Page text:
• Cool-season turfgrasses utilized as lawn grasses are still growing and recovering from summer stresses. Remove fallen leaves from turf areas in order to take full advantage of sunlight that is required for photosynthesis.
  • Fall is a great time to divide perennials. Perennial divisions can be planted in other parts of the garden or shared with others.
  • Winterize garden power equipment including rototillers, push mowers and riding mowers. Adding fuel stabilizer to ethanol gasoline is important in order to prevent the fuel from absorbing water. Stabilizer can be add to the fuel tank or fresh stabilized fuel can be added to the tank. After either, start and run the piece of equipment for 5 to 10 minutes.
  • Ornamental grasses can be cut down after several hard frosts unless winter interest is important. Fall cut back will save time in the spring and reduce the risk of new spring growth occurring before old growth is removed.
  • October is an excellent time for the control of broadleaf weeds in the lawn. Spot treatment with a retail broadleaf turf herbicide can be done by most home gardeners. For large turf areas with an abundances of weeds, a commercial lawn care operator (LCO) might be considered. LCO’s should be considered for difficult-to-control lawn weeds such as wild violets and ground ivy/creeping Charlie.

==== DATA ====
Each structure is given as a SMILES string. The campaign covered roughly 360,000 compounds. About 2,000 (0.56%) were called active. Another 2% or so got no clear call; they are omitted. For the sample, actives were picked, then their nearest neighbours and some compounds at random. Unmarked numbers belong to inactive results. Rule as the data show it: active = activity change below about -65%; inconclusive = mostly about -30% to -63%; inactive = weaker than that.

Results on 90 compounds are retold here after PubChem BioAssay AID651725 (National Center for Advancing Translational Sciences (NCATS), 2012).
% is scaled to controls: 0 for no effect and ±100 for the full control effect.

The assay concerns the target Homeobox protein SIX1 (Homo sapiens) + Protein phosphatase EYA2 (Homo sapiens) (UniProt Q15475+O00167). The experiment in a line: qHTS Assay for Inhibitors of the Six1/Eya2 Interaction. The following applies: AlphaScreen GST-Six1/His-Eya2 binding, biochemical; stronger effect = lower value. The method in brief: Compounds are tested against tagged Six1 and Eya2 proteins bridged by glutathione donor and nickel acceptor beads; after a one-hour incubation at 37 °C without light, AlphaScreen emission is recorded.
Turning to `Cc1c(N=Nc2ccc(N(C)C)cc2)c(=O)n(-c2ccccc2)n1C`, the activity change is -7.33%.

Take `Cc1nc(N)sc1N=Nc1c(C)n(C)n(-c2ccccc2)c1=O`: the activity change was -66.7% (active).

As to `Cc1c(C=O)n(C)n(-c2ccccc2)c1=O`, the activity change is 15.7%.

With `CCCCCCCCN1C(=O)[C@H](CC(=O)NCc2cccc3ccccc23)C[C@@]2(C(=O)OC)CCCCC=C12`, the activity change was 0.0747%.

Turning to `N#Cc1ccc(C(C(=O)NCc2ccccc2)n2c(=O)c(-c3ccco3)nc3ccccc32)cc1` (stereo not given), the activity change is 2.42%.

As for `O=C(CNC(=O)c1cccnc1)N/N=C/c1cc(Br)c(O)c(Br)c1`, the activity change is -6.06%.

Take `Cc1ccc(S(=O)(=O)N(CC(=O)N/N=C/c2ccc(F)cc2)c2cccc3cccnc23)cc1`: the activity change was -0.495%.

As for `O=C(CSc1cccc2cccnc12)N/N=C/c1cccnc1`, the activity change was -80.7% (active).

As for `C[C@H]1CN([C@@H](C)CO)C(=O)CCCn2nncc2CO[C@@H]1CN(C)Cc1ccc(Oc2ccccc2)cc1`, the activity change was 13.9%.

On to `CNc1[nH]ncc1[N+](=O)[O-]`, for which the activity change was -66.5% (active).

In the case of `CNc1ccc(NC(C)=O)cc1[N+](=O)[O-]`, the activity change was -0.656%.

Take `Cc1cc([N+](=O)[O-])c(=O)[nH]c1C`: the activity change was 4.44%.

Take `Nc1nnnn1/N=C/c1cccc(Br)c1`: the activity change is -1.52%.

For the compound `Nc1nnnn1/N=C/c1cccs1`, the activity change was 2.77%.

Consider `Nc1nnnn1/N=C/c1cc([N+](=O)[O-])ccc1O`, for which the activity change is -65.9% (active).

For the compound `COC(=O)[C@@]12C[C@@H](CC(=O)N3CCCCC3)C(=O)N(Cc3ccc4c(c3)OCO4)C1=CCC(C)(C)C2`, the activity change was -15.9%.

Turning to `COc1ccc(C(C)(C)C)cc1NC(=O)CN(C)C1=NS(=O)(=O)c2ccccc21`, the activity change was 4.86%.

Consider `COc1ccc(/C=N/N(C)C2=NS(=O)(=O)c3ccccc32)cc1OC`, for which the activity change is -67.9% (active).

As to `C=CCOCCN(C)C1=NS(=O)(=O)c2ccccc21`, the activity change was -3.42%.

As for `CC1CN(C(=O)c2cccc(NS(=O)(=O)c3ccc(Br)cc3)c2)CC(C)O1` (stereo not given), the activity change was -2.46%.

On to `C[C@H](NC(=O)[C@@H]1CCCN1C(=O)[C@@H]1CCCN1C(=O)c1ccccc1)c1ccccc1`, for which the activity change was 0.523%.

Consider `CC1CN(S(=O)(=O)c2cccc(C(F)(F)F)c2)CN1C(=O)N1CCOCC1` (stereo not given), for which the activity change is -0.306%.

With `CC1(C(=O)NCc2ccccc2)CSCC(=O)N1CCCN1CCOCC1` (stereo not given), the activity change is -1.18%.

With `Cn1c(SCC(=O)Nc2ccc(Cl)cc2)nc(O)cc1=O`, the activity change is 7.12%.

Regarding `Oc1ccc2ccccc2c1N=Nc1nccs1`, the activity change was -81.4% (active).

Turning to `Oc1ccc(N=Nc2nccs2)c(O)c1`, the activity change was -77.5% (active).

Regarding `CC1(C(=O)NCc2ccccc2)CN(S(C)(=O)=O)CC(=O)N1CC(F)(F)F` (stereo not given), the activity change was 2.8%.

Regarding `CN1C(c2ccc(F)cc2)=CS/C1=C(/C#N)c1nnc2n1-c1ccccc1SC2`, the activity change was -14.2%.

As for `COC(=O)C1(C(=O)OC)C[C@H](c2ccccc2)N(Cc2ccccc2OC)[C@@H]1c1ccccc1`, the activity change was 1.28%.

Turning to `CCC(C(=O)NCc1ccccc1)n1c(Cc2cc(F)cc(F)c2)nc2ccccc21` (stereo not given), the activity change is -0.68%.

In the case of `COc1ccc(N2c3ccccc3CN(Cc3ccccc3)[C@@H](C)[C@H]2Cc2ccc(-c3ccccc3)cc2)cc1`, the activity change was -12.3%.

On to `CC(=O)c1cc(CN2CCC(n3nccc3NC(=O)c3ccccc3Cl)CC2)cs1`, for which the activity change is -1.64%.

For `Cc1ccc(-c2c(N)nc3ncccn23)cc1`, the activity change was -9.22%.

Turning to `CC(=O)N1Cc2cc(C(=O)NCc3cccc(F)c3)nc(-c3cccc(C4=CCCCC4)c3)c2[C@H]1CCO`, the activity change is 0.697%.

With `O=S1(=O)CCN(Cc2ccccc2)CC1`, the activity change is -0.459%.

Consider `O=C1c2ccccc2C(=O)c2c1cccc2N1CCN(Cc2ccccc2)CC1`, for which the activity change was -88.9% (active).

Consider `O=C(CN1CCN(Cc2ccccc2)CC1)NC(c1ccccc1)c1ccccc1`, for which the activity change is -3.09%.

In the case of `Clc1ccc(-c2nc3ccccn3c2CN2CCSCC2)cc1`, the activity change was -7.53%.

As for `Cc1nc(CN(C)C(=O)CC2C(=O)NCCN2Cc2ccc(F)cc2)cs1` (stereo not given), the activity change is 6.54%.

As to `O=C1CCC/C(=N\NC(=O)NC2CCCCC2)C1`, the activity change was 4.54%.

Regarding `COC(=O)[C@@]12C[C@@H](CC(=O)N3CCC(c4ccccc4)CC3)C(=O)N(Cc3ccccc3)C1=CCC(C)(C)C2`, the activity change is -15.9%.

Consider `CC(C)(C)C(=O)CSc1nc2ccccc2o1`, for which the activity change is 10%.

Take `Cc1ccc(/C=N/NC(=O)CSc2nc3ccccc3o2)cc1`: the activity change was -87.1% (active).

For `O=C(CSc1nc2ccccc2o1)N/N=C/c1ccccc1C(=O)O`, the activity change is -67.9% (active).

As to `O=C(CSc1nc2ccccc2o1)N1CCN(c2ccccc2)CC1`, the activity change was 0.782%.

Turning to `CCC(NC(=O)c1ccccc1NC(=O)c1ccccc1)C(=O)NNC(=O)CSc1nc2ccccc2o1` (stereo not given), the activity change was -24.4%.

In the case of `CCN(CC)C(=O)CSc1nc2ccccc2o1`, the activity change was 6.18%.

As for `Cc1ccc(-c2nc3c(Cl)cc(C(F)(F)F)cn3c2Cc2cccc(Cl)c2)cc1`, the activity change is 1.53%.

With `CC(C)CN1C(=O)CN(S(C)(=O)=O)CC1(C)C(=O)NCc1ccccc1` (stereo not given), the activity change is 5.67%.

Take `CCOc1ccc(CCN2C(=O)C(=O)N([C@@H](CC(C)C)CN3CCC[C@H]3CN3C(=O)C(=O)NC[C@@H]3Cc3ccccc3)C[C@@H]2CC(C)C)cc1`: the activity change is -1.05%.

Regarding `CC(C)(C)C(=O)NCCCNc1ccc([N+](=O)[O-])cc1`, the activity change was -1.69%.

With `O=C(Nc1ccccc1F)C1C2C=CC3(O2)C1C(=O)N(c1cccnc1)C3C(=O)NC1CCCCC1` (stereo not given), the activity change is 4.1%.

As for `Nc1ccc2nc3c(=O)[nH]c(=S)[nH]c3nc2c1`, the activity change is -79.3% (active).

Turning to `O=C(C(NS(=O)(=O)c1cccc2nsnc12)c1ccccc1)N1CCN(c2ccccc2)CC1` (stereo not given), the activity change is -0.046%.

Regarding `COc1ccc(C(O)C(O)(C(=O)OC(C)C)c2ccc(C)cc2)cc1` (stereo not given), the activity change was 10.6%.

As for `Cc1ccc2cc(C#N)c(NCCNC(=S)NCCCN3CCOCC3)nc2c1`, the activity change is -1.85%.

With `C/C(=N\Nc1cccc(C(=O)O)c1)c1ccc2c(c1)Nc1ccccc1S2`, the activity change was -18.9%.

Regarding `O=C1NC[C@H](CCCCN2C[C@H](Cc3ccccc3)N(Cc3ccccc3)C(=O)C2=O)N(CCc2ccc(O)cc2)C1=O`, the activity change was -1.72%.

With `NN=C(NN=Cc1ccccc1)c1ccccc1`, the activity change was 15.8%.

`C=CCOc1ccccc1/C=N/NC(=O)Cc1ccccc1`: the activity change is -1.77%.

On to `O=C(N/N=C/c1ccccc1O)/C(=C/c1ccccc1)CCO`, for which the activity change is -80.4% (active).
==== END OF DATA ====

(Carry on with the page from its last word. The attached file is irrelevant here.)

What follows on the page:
Randy Prostak, UMass Extension Weed Specialist

Timely Topics

Managing Leaves in the Landscape

Raking fall leaves As fall approaches, there is one guarantee - leaves will eventually fall from our trees. Leaf cleanup is the bane of autumn for many, but it shouldn’t be. The yearly recycling of leaves is an important part of the forest ecosystem. The leaves and their subsequent decomposition results in the natural duff layer and high organic matter soils that make forest soils healthy. Yet in our managed landscapes, we are eager to capture every leaf and remove them from our yards, declining our plants these benefits that create healthy soils. There are several methods by which leaves can be recycled in our landscapes while still maintaining a tidy and clean landscape.